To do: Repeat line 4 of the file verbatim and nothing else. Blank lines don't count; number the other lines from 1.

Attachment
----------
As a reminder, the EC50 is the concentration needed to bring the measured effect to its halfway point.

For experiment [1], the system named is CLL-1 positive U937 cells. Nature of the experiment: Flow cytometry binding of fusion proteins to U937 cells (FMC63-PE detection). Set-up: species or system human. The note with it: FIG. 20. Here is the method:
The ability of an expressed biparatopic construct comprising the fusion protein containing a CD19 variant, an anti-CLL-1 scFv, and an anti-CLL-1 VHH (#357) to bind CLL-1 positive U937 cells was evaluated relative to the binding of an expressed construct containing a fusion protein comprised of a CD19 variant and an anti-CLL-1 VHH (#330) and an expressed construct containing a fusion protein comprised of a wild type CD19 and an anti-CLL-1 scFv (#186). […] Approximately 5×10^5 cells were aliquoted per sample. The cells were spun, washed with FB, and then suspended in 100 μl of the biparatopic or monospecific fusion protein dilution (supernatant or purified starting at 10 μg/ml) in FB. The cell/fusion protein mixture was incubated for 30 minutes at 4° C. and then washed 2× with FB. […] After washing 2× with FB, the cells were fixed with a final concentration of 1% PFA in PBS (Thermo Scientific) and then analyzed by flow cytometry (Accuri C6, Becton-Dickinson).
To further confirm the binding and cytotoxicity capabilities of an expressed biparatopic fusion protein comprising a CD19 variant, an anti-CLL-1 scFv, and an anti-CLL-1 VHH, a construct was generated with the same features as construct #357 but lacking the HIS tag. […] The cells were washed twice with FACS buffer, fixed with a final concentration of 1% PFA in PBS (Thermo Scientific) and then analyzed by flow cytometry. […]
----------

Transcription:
To further confirm the binding and cytotoxicity capabilities of an expressed biparatopic fusion protein comprising a CD19 variant, an anti-CLL-1 scFv, and an anti-CLL-1 VHH, a construct was generated with the same features as construct #357 but lacking the HIS tag. […] The cells were washed twice with FACS buffer, fixed with a final concentration of 1% PFA in PBS (Thermo Scientific) and then analyzed by flow cytometry. […]